IT’S the holidays again. Many of us will be getting into our cars and making the long drive back to the kampung. Fill up the car with luggage, kids and petrol and head off into the sunset (and inevitable traffic).

But things being what they are, many of us would like to maximise our car’s fuel consumption. It only makes sense. So take note of these tips and make your tank of petrol go further than ever before.


Check your tyre pressures. Under-inflated tyres burn fuel. Go for the maximum recommended tyre pressures and check them when they are cold. A hot tyre gives a false reading.


Keep the nozzle in the tank until after the pump shuts off and make sure you allow all the fuel to pour out of the nozzle. Surprisingly, there is still some left in the hose.


Use your cruise control if you have one. This can save you up to six per cent in fuel consumption on the highway. Usually, the highway speed limit is a happy setting for the cruise control. Setting it faster usually results in a busy “on-off” situation.


Corroded battery cables cause the alternator to work harder, using more fuel. Have them cleaned as a matter of course with the pre-holiday engine check-up.


Don’t let your car’s engine idle for more than a minute. Idling consumes fuel and pumps needless CO2 into the atmosphere. The modern engine will consume less fuel turning off and re-starting rather than idling for extended periods. Simply start the engine, wait for 20 seconds to build the oil pressure and drive off.


When was the last time you changed your air filter? Change it according to the manual, or more times if you drive in dusty conditions. Consider a lifetime performance air filter, which flows more air.


Asides from your regular engine check-up, have your mechanic check the condition of the engine oil, spark plugs, etc, before the trip. Besides the air and oil filters, don’t forget the fuel filter, too.


If your car was built since the mid-1980s, chances are it has an oxygen sensor in its exhaust system. Consider replacing it, especially if you have never done so. This hard-working device trims the fuel delivery and will affect fuel economy if it is worn out.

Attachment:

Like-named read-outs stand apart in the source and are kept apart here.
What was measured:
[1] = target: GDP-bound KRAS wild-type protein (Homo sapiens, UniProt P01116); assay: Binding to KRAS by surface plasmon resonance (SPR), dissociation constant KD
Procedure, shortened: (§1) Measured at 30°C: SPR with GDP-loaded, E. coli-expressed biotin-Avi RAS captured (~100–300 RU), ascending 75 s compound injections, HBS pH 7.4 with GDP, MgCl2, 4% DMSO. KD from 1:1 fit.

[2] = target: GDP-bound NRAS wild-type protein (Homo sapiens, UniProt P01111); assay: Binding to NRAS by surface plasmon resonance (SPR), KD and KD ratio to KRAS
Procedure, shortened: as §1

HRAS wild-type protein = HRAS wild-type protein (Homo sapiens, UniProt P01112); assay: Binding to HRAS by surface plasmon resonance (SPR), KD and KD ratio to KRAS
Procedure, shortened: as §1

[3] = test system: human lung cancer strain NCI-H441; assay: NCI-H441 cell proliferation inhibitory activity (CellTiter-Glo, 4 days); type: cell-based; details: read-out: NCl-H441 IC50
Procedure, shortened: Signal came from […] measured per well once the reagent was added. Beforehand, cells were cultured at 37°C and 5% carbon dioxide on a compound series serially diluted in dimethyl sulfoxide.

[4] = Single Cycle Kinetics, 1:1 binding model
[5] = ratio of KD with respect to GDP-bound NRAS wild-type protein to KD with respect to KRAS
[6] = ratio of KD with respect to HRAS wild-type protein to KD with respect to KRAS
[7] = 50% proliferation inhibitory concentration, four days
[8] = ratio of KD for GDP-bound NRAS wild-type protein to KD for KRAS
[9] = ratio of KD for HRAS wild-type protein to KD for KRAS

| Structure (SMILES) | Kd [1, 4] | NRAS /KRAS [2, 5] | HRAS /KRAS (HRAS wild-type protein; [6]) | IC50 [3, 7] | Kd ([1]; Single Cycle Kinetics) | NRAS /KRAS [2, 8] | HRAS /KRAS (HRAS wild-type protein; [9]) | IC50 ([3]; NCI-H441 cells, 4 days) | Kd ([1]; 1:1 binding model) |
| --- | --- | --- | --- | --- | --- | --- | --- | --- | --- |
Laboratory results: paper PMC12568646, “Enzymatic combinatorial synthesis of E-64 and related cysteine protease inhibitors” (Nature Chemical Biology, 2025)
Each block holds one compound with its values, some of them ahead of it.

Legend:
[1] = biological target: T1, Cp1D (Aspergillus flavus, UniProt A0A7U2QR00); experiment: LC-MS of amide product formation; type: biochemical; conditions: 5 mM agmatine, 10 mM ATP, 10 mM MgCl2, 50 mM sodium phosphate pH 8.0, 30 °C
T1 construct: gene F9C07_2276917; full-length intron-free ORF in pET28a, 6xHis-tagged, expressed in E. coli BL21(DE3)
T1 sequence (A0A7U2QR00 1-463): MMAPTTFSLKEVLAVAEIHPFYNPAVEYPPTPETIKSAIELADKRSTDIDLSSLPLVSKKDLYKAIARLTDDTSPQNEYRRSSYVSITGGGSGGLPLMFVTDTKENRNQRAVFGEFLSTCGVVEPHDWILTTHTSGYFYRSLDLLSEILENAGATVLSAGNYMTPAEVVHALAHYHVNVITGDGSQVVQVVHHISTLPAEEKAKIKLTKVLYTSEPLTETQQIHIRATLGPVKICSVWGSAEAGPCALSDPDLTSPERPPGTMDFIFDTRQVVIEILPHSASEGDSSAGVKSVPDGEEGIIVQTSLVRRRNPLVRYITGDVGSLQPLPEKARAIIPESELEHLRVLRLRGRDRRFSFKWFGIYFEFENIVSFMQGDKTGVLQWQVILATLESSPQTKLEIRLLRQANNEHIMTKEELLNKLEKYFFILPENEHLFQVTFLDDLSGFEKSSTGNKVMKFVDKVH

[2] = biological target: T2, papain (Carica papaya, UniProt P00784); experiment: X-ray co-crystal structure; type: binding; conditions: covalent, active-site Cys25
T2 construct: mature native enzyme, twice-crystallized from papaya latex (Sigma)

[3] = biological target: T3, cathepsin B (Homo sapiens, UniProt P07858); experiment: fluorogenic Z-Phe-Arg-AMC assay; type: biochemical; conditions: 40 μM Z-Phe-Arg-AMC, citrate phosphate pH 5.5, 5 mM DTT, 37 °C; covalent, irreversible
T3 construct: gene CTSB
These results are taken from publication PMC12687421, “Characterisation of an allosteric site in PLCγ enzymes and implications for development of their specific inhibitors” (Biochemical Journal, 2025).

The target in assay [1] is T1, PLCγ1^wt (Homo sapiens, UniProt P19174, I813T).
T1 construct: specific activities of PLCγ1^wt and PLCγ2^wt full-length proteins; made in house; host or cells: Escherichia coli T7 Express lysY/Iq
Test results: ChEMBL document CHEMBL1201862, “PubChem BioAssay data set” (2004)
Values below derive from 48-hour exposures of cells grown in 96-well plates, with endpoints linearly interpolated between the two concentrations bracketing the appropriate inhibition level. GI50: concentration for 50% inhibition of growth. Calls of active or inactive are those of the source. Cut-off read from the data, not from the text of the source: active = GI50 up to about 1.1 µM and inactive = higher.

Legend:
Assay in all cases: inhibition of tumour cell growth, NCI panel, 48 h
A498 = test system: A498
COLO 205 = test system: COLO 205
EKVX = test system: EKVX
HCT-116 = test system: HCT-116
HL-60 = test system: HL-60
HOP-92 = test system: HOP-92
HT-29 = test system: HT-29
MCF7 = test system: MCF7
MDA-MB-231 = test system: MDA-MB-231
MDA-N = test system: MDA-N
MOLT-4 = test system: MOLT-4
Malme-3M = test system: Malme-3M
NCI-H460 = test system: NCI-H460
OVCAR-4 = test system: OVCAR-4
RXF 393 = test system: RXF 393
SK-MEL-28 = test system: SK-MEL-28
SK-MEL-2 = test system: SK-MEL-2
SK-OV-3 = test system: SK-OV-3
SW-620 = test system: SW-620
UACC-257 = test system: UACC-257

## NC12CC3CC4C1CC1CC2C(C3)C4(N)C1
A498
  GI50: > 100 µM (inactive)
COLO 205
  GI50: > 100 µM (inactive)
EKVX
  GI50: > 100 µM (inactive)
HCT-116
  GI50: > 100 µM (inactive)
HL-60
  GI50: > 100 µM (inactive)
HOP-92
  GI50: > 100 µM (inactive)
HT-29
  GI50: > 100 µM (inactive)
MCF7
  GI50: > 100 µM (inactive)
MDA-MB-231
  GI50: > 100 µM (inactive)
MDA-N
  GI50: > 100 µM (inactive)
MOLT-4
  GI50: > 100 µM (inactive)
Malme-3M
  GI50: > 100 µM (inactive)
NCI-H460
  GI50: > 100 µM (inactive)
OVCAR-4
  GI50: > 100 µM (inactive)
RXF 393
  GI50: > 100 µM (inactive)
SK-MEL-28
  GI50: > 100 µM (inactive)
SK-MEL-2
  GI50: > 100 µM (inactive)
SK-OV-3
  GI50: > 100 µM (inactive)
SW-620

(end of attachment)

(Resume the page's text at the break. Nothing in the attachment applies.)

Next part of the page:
If you drive manual, driving in the highest gear possible without labouring the engine is an fuel-efficient method. Driving at 60kph, a vehicle will use 25 per cent more fuel in third gear than it would in fifth. Accelerating fast in lower gears can consume up to 45 per cent more fuel. If you have an onboard trip computer, watch the gauge and keep the litres per 100km as low as you can. Some cars have an Eco light or icon that lights up when you reach an economical speed. Try keeping this lit up as much as you can.


Drive as smoothly as you can. By applying light throttle and avoiding heavy braking, you can reduce both fuel consumption and wear and tear. Let the vehicle lose speed on hill ascents and pick it back up on the descents. Driving techniques such as this can influence fuel efficiency by as much as 30 per cent.


Lighten the load on your car. Think carefully about what you need on the journey. If you do not need something, do not pack it. Remove roof racks as they create wind drag. The lighter the load, the lower the fuel consumption and emissions. Get rid of that bag of cement in the boot.


Choose the right octane gas for your car. Your owner’s manual will tell you or your fuel tank cap has it. Resist the urge to buy higher octane gas for “extra” performance. We aren’t “racing” back to the kampung.


Driving steadily means anticipating traffic flow. Slowing down or speeding up wastes fuel. Keep a safe distance so your throttle pedal is mostly steady. Avoid tailgating as it means you won’t be able to drive steadily.


Do not rest your left foot on the brake pedal while driving. The slightest pressure drags on the brakes and demands additional fuel usage to overcome the drag.


Have the wheels checked for balancing and alignment. Bent wheels, axles, worn shocks, and broken springs can contribute to drivetrain drag, wasting fuel.


Sport utility vehicle and four-wheel drive vehicle owners should consider switching from an aggressive patterned off-road tread to a fuel efficient highway tyres before the trip.

If you do all the above, I guarantee you will be surprised at how far your car will go before the reserve light comes on. So, drive safe and see you all again after the holidays.

Of course, you will service the car after the long trip, won’t you?

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